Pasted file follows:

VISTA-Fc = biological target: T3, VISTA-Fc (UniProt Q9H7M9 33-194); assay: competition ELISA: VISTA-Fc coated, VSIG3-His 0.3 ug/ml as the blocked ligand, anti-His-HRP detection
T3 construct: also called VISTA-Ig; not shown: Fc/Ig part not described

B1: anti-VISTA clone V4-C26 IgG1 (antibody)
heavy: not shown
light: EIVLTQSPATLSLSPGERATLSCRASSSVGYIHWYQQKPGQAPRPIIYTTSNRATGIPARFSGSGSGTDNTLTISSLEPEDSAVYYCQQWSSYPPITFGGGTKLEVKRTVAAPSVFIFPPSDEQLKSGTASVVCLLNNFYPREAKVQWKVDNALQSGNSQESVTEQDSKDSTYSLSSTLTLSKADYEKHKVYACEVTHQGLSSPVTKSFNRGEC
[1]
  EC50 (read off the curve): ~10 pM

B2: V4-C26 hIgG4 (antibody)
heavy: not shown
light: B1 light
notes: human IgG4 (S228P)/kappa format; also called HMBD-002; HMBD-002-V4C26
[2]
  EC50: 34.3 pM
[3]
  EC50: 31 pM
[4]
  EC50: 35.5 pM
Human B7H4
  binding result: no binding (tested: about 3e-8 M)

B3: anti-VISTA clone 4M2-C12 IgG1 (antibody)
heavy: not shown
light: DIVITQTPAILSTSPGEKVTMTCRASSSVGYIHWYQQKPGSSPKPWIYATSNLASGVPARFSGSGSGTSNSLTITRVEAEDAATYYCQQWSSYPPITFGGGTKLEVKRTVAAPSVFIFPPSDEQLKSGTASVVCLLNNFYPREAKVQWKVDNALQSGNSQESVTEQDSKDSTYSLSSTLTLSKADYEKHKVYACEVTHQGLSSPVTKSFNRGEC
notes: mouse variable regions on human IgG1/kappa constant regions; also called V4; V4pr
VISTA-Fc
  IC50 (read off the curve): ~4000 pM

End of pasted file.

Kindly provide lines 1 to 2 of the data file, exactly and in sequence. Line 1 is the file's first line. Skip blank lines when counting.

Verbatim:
VISTA-Fc = biological target: T3, VISTA-Fc (UniProt Q9H7M9 33-194); assay: competition ELISA: VISTA-Fc coated, VSIG3-His 0.3 ug/ml as the blocked ligand, anti-His-HRP detection
T3 construct: also called VISTA-Ig; not shown: Fc/Ig part not described